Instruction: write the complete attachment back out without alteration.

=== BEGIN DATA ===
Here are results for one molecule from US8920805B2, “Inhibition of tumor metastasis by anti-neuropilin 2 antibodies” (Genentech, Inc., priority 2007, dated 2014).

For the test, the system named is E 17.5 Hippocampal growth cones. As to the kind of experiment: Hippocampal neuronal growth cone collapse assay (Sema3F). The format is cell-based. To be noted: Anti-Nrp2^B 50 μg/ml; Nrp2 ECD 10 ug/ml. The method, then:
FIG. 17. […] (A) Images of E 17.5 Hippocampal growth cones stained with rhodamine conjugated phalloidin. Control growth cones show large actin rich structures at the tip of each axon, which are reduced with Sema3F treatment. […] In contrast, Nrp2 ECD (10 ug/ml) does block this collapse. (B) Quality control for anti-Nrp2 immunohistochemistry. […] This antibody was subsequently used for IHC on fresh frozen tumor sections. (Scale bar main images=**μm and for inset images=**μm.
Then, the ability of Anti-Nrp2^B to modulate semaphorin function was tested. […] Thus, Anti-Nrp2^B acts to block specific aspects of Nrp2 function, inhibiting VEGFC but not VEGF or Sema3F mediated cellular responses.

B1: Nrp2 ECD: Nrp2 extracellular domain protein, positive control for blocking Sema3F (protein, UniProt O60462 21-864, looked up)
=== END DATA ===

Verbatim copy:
Here are results for one molecule from US8920805B2, “Inhibition of tumor metastasis by anti-neuropilin 2 antibodies” (Genentech, Inc., priority 2007, dated 2014).

For the test, the system named is E 17.5 Hippocampal growth cones. As to the kind of experiment: Hippocampal neuronal growth cone collapse assay (Sema3F). The format is cell-based. To be noted: Anti-Nrp2^B 50 μg/ml; Nrp2 ECD 10 ug/ml. The method, then:
FIG. 17. […] (A) Images of E 17.5 Hippocampal growth cones stained with rhodamine conjugated phalloidin. Control growth cones show large actin rich structures at the tip of each axon, which are reduced with Sema3F treatment. […] In contrast, Nrp2 ECD (10 ug/ml) does block this collapse. (B) Quality control for anti-Nrp2 immunohistochemistry. […] This antibody was subsequently used for IHC on fresh frozen tumor sections. (Scale bar main images=**μm and for inset images=**μm.
Then, the ability of Anti-Nrp2^B to modulate semaphorin function was tested. […] Thus, Anti-Nrp2^B acts to block specific aspects of Nrp2 function, inhibiting VEGFC but not VEGF or Sema3F mediated cellular responses.

B1: Nrp2 ECD: Nrp2 extracellular domain protein, positive control for blocking Sema3F (protein, UniProt O60462 21-864, looked up)